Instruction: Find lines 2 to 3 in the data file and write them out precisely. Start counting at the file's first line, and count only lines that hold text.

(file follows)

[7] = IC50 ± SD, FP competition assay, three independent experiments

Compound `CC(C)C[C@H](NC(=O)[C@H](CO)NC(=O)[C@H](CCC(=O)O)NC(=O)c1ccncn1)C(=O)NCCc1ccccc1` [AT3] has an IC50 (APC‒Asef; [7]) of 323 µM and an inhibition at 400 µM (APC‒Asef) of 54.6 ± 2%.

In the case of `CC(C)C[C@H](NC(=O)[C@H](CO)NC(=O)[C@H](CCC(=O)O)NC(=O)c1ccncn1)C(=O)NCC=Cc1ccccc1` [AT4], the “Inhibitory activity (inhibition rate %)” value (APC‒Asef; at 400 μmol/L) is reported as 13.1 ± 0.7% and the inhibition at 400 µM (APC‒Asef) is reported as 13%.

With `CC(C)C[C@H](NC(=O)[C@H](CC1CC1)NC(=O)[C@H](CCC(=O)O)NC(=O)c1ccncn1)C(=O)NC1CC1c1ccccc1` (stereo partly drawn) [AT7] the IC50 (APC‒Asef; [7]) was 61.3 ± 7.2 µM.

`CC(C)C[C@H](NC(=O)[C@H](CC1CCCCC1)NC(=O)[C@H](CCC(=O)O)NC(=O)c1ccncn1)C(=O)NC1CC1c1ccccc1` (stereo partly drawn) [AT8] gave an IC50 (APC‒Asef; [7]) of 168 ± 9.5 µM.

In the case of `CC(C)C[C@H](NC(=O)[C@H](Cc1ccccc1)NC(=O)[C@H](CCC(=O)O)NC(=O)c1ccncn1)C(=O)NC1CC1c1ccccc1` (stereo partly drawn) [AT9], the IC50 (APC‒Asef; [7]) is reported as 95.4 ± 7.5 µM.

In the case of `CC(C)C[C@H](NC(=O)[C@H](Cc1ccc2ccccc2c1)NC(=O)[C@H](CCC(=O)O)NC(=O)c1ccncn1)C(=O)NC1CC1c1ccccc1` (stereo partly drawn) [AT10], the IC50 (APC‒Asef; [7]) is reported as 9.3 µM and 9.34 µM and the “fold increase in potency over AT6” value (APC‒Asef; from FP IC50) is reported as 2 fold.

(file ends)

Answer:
Compound `CC(C)C[C@H](NC(=O)[C@H](CO)NC(=O)[C@H](CCC(=O)O)NC(=O)c1ccncn1)C(=O)NCCc1ccccc1` [AT3] has an IC50 (APC‒Asef; [7]) of 323 µM and an inhibition at 400 µM (APC‒Asef) of 54.6 ± 2%.

In the case of `CC(C)C[C@H](NC(=O)[C@H](CO)NC(=O)[C@H](CCC(=O)O)NC(=O)c1ccncn1)C(=O)NCC=Cc1ccccc1` [AT4], the “Inhibitory activity (inhibition rate %)” value (APC‒Asef; at 400 μmol/L) is reported as 13.1 ± 0.7% and the inhibition at 400 µM (APC‒Asef) is reported as 13%.